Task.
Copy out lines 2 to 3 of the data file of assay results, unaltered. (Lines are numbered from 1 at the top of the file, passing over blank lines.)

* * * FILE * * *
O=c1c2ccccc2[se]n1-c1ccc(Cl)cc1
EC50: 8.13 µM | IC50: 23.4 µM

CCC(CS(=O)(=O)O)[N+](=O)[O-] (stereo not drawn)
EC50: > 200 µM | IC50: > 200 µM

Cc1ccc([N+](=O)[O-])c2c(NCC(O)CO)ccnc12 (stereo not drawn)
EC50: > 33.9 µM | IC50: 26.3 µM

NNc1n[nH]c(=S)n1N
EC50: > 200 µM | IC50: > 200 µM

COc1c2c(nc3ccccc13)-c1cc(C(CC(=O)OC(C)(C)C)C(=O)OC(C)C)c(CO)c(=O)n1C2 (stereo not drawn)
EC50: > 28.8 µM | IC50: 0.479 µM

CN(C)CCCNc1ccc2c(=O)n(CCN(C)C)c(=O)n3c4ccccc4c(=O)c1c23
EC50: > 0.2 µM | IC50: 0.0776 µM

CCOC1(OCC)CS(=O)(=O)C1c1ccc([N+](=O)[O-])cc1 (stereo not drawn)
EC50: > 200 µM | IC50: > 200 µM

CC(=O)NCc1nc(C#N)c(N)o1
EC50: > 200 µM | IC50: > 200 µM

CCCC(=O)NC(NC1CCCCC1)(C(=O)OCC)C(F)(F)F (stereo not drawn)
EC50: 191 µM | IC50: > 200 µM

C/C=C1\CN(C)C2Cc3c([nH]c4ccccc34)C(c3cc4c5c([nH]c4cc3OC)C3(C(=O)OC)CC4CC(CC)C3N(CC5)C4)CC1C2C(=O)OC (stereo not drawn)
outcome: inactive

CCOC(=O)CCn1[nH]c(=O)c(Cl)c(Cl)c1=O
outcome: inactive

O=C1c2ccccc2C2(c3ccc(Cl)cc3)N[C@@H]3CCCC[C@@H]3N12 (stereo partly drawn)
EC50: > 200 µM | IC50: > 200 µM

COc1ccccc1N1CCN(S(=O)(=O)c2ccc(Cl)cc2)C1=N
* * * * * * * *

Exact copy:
EC50: 8.13 µM | IC50: 23.4 µM

CCC(CS(=O)(=O)O)[N+](=O)[O-] (stereo not drawn)